Inner Strength Focus: Using Curiosity to Heal Emotional Eating

 
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If you are striving towards greater happiness, inner peace and contentment, developing the inner strength of curiosity will help you approach challenges in life with more ease and awareness. Increasing your knowledge and growing wiser all throughout your lifespan allows you to feel as though you have options and opportunities to shift your perspective to any circumstances.

Here at Wholistic Food Therapy, the primary focus is on supporting and uplifting those who struggle with emotional eating, so the examples given to grow this particular inner strength are directed towards this personal challenge. However, if emotional eating, managing food cravings and body image are not your focus, you can apply the same intention to your own areas of struggle—all challenges we face are usually metaphors for how we approach attempting to manage, control and make sense our internal experiences and our lives.

Applying curiosity to emotional eating is allowing yourself to grow in your knowledge base—and more importantly—becoming wiser surrounding your body, food choices, and judgements. When you struggle with emotional eating, you may feel out of control or powerless to food and therefore need a diet, a plan or something external to create a sense of control and willpower. This is a lie sold to you by the dieting (and now wellness) industry! Being curious about your own body, its specific needs for nutrition, movement and relaxation is all about being mindful and intuitive in how you approach not just what you eat but how you eat it. It is not about what the next best fad exercise program you should try, but about what makes you feel energized, healthy and vital. It is not about finding that perfect diet that is sold to you in a way that makes you believe it will somehow create happiness through weight loss, but really about being curious as to what foods, portions and combinations make you feel your absolute best—physically, emotionally and energetically.

When you are curious about how what you eat makes you feel, you can apply mindful and intuitive eating techniques and grow in your knowledge, awareness and therefore develop body-wisdom. When you are truly guided by your inner wisdom, you no longer question your choices, or live in regret, punishment, deprivation and judgment—nor do you resist what is best for you (aka self-sabotage).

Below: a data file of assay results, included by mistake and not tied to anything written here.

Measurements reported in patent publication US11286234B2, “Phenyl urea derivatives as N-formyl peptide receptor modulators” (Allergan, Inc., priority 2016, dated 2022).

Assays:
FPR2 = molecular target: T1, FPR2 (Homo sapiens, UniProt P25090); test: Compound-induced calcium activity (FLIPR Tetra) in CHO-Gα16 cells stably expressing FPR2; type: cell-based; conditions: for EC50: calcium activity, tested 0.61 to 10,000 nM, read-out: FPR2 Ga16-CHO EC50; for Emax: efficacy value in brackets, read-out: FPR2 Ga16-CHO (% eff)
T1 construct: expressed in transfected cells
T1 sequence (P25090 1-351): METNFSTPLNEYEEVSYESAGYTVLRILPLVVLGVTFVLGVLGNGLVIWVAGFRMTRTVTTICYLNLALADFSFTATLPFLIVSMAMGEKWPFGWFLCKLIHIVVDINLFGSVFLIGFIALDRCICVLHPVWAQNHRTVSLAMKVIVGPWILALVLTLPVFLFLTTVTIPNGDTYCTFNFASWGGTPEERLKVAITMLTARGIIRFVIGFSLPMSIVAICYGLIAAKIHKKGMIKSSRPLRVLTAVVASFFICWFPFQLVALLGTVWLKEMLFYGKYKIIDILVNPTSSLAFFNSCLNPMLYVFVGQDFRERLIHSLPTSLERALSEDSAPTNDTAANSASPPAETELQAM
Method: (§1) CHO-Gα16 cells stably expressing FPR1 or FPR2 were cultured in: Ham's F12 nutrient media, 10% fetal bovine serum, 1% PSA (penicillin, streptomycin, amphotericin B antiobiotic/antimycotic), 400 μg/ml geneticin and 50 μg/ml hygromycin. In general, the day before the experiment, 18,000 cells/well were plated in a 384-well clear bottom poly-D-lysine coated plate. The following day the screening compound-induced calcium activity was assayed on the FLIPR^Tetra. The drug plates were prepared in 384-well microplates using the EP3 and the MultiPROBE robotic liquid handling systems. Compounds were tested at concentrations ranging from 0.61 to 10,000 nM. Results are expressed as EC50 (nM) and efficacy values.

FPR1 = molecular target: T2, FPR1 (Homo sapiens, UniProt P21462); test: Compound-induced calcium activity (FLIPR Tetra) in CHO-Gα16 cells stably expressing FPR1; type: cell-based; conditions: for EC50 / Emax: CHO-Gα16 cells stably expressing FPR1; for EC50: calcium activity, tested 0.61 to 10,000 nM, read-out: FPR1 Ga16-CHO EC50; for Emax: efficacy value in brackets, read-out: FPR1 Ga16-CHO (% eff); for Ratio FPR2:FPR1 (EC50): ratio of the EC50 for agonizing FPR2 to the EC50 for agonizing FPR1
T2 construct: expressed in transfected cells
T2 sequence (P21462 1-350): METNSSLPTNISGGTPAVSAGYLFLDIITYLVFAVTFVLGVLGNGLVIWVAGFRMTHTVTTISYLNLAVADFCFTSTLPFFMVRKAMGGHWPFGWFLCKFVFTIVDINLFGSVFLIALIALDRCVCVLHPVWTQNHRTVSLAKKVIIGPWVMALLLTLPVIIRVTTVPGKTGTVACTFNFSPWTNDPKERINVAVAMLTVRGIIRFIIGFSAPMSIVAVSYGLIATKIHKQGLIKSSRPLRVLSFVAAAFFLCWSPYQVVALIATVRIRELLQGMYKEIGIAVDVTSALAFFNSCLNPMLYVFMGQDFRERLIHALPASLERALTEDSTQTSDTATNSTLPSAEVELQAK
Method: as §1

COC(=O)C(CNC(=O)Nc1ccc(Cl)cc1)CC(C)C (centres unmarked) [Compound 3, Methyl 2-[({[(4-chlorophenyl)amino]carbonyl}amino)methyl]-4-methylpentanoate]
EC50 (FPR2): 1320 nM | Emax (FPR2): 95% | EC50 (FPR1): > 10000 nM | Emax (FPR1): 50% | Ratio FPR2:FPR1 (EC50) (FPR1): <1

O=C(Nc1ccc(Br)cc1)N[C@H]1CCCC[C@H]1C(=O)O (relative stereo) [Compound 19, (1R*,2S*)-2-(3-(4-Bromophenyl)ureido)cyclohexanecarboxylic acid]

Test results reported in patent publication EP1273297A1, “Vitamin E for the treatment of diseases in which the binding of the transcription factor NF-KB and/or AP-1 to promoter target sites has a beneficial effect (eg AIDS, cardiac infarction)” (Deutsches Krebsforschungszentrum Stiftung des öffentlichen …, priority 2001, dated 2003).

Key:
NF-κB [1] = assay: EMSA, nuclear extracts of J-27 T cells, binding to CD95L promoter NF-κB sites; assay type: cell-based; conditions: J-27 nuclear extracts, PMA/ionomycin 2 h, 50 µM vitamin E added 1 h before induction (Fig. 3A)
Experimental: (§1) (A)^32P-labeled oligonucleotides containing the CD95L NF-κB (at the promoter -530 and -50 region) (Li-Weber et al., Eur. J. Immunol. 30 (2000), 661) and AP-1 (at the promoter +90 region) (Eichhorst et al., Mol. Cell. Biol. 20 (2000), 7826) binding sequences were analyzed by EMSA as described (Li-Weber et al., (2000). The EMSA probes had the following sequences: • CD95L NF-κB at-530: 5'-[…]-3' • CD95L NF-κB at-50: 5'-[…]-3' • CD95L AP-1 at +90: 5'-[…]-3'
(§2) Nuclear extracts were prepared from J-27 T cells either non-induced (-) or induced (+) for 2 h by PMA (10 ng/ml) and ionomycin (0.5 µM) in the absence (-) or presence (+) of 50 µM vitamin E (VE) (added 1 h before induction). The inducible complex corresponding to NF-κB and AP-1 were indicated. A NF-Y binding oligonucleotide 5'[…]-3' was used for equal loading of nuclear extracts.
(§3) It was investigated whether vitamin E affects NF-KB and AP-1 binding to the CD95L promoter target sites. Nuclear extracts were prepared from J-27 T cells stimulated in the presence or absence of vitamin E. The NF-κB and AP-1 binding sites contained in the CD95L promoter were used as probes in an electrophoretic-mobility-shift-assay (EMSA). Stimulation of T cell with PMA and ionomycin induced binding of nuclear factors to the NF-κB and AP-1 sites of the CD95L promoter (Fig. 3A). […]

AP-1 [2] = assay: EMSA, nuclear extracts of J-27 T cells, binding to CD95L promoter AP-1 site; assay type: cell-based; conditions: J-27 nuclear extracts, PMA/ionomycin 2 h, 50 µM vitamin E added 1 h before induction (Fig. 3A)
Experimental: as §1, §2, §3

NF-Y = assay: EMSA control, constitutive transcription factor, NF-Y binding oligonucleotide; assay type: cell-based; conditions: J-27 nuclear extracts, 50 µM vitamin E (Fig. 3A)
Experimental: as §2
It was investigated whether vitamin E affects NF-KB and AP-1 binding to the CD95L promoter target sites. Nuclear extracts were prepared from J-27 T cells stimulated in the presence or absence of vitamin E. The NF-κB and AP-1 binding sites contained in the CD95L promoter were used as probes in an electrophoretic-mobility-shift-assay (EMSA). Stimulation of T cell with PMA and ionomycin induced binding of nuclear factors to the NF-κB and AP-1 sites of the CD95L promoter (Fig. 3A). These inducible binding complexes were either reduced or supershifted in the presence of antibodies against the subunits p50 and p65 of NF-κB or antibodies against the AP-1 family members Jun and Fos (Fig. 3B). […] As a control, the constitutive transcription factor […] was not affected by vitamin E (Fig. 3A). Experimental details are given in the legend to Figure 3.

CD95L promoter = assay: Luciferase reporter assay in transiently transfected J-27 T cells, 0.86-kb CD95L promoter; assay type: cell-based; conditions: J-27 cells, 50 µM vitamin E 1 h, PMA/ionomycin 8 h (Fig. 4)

Emotional eating is what happens when food cravings arise from a subconscious attempt to repress emotions. Being curious about what the feeling is about and growing in your knowledge of emotional intelligence can allow you to be truly wise. When you understand why an emotion has arisen, you no longer attempt to avoid it through suppression with food. When you understand why it is there you can make a choice about how to respond to it, rather than eat in an attempt to avoid, soothe or delay the emotional experience. Emotions are valuable information about our experiences, when avoided we avoid our lives.

For this week, if emotional eating is an area that you are working to grow and improve, I recommend following a mindful & intuitive eating practice for at least one meal or snack per day. Allow this to be a moment of being fully present with your food and your body. Make a conscious choice as to a specific meal or snack that you’d like to eat. Approach the opportunity to be curious about your experience with being truly present with your food (and yourself) in the following way:

·      Ask yourself what you want to eat.

·      Ask yourself what you truly are hungry for (emotional suppression or nourishment/something tasty).

·      Ask yourself why you want that particular food.

·      Ask yourself what the food has to offer you.

·      Ask yourself how hungry you are in this moment and allow that to guide your portion.

·      When you are prepared to eat, first notice the aromas and site of the food and notice your reaction internally to this meal or snack. Does it bring you pleasure? Are there feelings coming up for you about the food (not good enough, anxiety about calories, worried about how healthy or unhealthy it is)? If so, try to release these feelings and become mindfully aware in the present moment and let go of any judgmental thoughts.

·      Allow your environment to be as calming as possible without distractions such as TV and cell phones.